Excerpt of The Memory Keeper's Daughter by Kim Edwards
(Page 1 of 10)
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THE SNOW STARTED TO FALL SEVERAL HOURS BEFORE HER
labor began. A few flakes first, in the dull gray late-afternoon
sky, and then wind-driven swirls and eddies around the edges of
their wide front porch. He stood by her side at the window,
sharp gusts of snow billow, then swirl and drift to the ground.
All around the neighborhood, lights came on, and the naked
branches of the trees turned white.
After dinner he built a fire, venturing out into the weather for
wood he had piled against the garage the previous autumn. The
was bright and cold against his face, and the snow in the
was already halfway to his knees. He gathered logs, shaking off
their soft white caps and carrying them inside. The kindling in
iron grate caught fire immediately, and he sat for a time on the
hearth, cross-legged, adding logs and watching the flames leap,
blue-edged and hypnotic. Outside, snow continued to fall quietly
through the darkness, as bright and thick as static in the cones
light cast by the streetlights. By the time he rose and looked
the window, their car had become a soft white hill on the edge
of the street. Already his footprints in the driveway had filled
He brushed ashes from his hands and sat on the sofa beside his
wife, her feet propped on pillows, her swollen ankles crossed, a
copy of Dr. Spock balanced on her belly. Absorbed, she licked
index finger absently each time she turned a page. Her hands
slender, her fingers short and sturdy, and she bit her bottom
lightly, intently, as she read. Watching her, he felt a surge of
and wonder: that she was his wife, that their baby, due in just
weeks, would soon be born. Their first child, this would be.
had been married just a year.
She looked up, smiling, when he tucked the blanket around her
"You know, I've been wondering what it's like," she said.
we're born, I mean. It's too bad we can't remember." She
opened her robe and pulled up the sweater she wore underneath,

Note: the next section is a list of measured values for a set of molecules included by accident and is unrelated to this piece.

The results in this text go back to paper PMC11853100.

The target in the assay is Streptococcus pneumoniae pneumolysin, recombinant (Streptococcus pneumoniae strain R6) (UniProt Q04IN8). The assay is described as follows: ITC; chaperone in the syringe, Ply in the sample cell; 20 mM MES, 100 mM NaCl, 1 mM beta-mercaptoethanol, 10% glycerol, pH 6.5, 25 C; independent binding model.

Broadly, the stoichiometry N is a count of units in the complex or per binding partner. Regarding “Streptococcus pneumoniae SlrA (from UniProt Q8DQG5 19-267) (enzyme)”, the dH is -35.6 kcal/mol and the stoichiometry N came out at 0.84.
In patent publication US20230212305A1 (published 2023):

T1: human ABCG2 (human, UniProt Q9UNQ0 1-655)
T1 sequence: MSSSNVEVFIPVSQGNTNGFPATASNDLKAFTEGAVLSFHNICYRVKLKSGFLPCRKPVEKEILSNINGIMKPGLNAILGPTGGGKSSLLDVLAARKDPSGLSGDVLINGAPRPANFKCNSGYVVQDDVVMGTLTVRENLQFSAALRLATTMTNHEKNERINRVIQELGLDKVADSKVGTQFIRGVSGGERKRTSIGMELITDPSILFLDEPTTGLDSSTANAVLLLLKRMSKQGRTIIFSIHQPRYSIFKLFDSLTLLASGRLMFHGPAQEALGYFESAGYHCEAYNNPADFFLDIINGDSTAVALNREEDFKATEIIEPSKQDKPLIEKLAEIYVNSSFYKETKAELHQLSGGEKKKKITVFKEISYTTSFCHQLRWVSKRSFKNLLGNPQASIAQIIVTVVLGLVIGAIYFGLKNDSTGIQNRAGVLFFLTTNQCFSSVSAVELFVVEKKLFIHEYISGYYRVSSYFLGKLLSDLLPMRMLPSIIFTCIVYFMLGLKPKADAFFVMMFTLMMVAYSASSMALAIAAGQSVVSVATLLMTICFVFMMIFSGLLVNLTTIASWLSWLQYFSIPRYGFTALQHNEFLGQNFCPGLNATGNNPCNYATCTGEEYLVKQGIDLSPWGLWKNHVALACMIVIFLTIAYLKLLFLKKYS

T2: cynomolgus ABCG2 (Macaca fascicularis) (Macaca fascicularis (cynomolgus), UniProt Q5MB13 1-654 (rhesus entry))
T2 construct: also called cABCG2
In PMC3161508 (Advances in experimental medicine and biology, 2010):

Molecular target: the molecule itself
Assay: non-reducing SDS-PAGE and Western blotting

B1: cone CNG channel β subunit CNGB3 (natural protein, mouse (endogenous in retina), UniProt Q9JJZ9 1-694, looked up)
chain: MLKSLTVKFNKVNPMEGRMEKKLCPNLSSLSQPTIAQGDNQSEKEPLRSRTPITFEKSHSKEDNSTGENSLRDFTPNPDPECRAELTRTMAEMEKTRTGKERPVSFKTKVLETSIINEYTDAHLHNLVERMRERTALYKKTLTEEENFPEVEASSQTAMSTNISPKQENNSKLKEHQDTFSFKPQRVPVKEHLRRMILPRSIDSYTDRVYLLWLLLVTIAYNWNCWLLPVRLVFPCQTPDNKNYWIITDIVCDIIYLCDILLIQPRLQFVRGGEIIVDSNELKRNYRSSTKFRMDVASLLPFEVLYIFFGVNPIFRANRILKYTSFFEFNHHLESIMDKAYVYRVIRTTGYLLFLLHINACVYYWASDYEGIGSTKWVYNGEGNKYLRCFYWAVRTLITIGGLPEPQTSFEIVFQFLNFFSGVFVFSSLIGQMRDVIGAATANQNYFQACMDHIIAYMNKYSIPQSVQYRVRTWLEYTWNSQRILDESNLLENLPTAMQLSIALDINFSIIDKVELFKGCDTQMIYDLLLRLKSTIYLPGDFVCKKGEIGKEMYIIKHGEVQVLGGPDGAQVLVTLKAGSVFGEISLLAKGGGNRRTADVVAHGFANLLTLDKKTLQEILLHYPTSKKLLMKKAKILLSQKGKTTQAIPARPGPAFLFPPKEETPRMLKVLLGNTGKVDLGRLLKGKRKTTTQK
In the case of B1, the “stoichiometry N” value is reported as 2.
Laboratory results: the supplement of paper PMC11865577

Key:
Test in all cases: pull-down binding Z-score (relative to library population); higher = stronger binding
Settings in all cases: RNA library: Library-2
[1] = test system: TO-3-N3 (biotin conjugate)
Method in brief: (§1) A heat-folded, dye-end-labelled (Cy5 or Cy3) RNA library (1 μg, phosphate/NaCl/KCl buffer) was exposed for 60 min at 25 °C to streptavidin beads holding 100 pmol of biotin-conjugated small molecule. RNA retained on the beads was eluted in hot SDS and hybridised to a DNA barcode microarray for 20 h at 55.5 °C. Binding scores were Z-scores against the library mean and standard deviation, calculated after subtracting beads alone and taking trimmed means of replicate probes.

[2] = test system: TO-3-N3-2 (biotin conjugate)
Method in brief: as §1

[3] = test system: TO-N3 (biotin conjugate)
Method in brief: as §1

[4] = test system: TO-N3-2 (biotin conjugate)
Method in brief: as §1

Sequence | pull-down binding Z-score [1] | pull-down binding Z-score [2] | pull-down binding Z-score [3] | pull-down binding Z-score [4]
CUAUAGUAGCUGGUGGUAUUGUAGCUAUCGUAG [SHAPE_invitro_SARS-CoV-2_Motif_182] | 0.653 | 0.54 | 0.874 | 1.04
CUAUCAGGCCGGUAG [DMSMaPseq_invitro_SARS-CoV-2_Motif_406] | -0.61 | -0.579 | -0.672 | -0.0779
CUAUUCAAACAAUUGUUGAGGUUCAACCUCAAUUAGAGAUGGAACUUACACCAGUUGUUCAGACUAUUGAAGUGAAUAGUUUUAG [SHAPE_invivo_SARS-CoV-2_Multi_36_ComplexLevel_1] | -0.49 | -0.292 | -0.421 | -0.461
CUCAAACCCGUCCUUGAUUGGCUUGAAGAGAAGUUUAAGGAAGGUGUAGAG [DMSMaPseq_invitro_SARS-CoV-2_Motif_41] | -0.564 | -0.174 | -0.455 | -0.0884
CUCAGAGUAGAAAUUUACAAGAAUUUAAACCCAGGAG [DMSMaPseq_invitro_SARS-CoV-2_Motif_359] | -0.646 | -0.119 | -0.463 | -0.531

revealing a belly as round and hard as a melon. She ran her hand
across its smooth surface, firelight playing across her skin,
reddish gold onto her hair. "Do you suppose it's like being
great lantern? The book says light permeates my skin, that the
can already see."
"I don't know," he said.
She laughed. "Why not?" she asked. "You're the doctor."
"I'm just an orthopedic surgeon," he reminded her. "I could tell
you the ossification pattern for fetal bones, but that's about
lifted her foot, both delicate and swollen inside the light blue
and began to massage it gently: the powerful tarsal bone of her
the metatarsals and the phalanges, hidden beneath skin and
layered muscles like a fan about to open. Her breathing filled
quiet room, her foot warmed his hands, and he imagined the
secret, symmetry of bones. In pregnancy she seemed to him
beautiful but fragile, fine blue veins faintly visible through
It had been an excellent pregnancy, without medical
Even so, he had not been able to make love to her for several
months. He found himself wanting to protect her instead, to
her up flights of stairs, to wrap her in blankets, to bring her
custard. "I'm not an invalid," she protested each time,
"I'm not some fledgling you discovered on the lawn." Still, she
pleased by his attentions. Sometimes he woke and watched her as
she slept: the flutter of her eyelids, the slow even movement of
chest, her outflung hand, small enough that he could enclose it
completely with his own.
(c) 2005, Kim Edwards. Reproduced with the permission of the publisher, Penguin Group.